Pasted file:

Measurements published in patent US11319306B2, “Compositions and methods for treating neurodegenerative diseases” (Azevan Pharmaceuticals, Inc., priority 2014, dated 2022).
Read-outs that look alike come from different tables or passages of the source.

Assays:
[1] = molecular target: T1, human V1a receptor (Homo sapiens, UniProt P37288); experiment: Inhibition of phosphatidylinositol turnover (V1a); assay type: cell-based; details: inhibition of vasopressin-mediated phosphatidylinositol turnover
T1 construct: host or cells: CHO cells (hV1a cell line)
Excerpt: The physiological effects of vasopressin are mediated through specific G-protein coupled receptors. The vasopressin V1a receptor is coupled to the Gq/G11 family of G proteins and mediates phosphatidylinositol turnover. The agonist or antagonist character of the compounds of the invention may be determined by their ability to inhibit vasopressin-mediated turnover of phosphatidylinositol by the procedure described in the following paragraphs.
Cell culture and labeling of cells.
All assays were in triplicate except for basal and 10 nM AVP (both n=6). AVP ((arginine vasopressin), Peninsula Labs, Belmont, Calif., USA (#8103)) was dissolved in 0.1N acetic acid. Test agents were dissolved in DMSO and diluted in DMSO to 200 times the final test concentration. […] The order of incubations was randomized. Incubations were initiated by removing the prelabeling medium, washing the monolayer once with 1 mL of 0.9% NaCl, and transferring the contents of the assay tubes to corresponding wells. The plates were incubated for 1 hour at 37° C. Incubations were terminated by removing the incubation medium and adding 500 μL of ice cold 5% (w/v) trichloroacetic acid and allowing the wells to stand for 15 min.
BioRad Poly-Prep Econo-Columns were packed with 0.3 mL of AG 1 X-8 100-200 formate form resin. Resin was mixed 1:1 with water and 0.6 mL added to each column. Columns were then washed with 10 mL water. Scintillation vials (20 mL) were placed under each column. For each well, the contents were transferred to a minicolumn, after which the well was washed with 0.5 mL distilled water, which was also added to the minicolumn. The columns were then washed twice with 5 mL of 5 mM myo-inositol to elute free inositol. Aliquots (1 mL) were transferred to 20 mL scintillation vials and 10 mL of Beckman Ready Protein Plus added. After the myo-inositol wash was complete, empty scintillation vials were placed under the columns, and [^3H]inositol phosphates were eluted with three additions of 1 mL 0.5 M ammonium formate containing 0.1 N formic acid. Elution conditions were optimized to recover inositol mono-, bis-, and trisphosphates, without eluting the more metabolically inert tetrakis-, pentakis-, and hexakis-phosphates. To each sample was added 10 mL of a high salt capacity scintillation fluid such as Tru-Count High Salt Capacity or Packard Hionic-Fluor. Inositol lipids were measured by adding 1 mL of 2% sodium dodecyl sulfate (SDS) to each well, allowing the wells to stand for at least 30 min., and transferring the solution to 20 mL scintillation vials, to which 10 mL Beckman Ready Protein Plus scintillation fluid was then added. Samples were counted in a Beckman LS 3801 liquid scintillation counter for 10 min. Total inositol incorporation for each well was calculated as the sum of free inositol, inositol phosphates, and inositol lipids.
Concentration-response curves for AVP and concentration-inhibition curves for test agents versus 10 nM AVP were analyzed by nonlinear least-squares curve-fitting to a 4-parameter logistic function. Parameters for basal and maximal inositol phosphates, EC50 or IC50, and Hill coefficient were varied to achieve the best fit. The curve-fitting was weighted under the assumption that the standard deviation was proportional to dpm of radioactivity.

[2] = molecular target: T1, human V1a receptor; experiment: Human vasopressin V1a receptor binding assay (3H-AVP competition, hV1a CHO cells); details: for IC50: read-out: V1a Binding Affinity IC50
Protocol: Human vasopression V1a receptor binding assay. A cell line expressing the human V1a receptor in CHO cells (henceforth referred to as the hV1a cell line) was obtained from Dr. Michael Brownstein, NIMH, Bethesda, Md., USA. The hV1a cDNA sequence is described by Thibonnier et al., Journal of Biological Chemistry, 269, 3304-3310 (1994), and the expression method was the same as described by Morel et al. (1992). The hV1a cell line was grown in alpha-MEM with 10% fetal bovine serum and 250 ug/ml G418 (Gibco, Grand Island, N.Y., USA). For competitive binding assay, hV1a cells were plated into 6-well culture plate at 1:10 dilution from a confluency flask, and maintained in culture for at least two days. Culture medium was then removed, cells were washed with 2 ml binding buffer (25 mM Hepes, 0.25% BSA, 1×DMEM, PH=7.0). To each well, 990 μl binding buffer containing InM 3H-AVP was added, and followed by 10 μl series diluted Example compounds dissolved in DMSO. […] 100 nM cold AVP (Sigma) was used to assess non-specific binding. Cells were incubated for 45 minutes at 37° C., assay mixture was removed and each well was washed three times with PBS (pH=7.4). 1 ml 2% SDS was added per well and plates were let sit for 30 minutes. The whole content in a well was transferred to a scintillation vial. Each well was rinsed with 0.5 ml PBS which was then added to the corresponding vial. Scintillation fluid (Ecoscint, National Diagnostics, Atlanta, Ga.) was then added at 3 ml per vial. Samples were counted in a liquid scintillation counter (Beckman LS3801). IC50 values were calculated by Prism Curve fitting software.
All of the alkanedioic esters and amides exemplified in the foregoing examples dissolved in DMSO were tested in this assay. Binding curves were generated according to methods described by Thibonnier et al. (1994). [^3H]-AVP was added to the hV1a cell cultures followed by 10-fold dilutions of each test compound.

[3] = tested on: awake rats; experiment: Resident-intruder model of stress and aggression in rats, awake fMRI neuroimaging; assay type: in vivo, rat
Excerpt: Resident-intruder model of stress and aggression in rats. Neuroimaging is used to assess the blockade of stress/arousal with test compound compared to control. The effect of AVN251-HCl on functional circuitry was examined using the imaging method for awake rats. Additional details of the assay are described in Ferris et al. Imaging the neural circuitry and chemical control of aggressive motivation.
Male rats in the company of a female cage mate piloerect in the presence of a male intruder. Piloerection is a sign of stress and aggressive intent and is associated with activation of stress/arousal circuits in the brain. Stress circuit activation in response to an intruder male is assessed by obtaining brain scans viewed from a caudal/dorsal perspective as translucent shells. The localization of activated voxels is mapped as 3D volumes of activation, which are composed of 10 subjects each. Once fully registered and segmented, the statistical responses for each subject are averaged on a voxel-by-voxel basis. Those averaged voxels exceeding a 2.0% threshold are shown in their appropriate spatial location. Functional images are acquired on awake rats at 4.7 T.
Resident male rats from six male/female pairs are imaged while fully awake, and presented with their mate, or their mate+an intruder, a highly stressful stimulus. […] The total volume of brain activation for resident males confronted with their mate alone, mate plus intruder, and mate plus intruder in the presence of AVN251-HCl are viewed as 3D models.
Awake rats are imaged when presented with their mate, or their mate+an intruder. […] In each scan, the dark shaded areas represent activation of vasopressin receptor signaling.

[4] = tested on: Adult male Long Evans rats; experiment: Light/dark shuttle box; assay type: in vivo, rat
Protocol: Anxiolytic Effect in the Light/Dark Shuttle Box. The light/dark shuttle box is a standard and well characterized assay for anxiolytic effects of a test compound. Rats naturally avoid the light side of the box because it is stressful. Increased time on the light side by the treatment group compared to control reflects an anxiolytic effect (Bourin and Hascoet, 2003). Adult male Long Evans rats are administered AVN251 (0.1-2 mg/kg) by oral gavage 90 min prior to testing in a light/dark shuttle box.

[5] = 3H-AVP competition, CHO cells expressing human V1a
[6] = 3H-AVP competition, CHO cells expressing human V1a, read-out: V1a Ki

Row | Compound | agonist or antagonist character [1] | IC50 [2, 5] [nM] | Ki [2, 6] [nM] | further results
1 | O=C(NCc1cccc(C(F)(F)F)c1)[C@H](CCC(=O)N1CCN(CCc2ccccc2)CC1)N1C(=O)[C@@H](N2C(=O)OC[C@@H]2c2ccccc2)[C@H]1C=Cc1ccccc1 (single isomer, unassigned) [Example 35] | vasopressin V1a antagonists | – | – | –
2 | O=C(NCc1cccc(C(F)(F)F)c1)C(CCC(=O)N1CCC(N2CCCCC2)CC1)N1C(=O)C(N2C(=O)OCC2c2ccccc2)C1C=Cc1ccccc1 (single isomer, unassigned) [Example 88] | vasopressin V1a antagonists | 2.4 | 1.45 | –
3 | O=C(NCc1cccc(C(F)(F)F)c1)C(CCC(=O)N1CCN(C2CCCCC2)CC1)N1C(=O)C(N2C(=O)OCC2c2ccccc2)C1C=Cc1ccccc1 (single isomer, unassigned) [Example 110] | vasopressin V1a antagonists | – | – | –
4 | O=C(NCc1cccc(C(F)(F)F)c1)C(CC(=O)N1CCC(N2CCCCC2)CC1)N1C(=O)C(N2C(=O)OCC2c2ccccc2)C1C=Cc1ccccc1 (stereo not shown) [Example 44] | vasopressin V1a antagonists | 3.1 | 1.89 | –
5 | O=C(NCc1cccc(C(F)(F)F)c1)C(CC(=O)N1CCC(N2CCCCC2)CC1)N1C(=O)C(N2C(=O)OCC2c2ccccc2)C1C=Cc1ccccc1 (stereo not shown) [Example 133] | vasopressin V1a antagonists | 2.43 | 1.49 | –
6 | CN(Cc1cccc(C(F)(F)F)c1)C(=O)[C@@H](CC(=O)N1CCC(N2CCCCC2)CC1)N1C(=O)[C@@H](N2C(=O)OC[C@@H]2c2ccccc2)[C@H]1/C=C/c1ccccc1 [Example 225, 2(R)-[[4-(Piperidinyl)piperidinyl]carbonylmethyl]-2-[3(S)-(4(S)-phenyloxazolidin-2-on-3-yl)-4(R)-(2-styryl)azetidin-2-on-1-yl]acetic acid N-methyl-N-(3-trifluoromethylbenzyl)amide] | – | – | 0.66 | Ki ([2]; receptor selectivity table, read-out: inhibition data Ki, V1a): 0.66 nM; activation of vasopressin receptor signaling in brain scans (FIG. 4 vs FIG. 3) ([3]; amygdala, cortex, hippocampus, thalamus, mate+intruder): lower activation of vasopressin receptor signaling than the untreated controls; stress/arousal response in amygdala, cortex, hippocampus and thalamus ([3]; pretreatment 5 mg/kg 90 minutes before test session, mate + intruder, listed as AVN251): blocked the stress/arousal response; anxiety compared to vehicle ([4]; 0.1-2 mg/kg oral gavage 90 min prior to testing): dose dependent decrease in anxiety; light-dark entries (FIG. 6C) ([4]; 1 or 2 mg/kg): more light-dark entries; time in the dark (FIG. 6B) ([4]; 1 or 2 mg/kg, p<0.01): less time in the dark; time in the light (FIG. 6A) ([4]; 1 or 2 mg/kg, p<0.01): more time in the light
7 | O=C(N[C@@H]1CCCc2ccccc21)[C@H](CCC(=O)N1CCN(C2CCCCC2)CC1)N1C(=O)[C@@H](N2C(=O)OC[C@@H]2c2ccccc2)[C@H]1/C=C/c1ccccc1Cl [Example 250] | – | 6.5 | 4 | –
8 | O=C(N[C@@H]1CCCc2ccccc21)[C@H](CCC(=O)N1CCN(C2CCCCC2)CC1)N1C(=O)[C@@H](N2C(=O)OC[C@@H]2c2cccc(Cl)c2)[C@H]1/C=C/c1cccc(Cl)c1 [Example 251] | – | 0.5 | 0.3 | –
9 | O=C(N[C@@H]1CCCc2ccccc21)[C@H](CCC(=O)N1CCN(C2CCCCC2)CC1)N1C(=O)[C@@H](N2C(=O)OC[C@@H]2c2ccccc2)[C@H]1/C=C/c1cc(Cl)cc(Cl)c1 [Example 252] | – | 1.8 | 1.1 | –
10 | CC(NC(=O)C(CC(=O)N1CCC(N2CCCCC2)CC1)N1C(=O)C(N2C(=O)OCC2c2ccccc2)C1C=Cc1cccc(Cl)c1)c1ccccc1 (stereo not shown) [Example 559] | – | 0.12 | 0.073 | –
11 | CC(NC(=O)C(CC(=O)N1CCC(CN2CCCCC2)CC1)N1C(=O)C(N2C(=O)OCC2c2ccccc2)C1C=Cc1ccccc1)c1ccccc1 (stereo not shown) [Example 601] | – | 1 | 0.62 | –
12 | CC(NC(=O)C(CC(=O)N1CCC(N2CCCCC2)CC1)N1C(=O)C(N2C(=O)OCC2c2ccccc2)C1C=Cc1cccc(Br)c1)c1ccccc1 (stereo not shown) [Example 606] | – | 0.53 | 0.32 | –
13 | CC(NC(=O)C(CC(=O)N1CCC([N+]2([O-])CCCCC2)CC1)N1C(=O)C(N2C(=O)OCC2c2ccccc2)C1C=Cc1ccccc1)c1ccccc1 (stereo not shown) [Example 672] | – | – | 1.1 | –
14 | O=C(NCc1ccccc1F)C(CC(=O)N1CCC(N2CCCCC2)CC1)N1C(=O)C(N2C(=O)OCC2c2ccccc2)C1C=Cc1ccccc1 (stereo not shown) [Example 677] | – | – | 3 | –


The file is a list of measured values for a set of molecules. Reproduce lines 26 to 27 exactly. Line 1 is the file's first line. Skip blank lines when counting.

3 | O=C(NCc1cccc(C(F)(F)F)c1)C(CCC(=O)N1CCN(C2CCCCC2)CC1)N1C(=O)C(N2C(=O)OCC2c2ccccc2)C1C=Cc1ccccc1 (single isomer, unassigned) [Example 110] | vasopressin V1a antagonists | – | – | –
4 | O=C(NCc1cccc(C(F)(F)F)c1)C(CC(=O)N1CCC(N2CCCCC2)CC1)N1C(=O)C(N2C(=O)OCC2c2ccccc2)C1C=Cc1ccccc1 (stereo not shown) [Example 44] | vasopressin V1a antagonists | 3.1 | 1.89 | –